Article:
Rising ownership of durables in Pakistan has been driven by significant reduction in poverty and growth of household incomes, according to Dr. Abdul Ghani's research. Percentage of households with per capita income of under $2 per day per person has plummeted from 57% in 2001 to 7% in 2014. At the same time, the percentage of households earning $2 to $10 per day per person has soared from 42% of households in 2001 to 87% of households in 2014.  The percentage of those earning over $10 per day per person has jumped 7-fold from 1% of households in 2001 to 7% of households in 2014.

Pakistani Middle Class:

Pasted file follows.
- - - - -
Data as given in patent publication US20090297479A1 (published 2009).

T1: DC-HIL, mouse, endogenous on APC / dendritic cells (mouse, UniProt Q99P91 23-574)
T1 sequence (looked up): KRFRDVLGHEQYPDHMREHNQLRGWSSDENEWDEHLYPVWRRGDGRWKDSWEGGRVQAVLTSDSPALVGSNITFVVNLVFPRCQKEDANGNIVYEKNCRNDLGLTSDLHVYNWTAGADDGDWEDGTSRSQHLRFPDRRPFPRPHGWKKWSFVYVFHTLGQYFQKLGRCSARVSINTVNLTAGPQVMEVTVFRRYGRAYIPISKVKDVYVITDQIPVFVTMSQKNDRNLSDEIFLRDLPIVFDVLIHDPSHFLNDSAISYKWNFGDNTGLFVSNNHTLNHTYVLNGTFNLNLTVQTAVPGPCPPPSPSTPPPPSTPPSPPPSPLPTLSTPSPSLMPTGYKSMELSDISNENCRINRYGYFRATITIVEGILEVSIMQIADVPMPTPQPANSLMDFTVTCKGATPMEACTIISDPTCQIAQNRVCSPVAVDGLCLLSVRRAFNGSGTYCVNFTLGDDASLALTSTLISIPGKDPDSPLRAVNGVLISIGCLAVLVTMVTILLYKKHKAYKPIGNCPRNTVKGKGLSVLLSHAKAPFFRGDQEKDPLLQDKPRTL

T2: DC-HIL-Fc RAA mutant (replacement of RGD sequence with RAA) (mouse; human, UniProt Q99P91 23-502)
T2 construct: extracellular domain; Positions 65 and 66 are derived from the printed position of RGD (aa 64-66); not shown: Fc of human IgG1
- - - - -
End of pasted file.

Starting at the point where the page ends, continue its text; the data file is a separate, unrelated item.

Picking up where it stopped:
Only 5% of Pakistanis in $2-$4 per day per person income group have college degrees. But 20% of those in $4-$10 have college degrees, according to the survey results.

Pakistan Middle Class Profile. Source: KSBL

Credit Suisse Income and Wealth Data:

Average Pakistani adult is 20% richer than an average Indian adult and the median wealth of a Pakistani adult is 120% higher than that of his or her Indian counterpart, according to Credit Suisse Wealth Report 2016. Average household wealth in Pakistan has grown 2.1% while it has declined 0.8% in India since the end of last year.

Median wealth data indicates that 50% of Pakistanis own more than $1,180 per adult which is 120% more than the $608 per adult owned by 50% of Indians.

GDP Estimates Using Household Survey Data:

Pakistan's GDP calculated from consumption data in PSLM is significantly higher than the government estimates based on production data. The reverse is true of Indian GDP.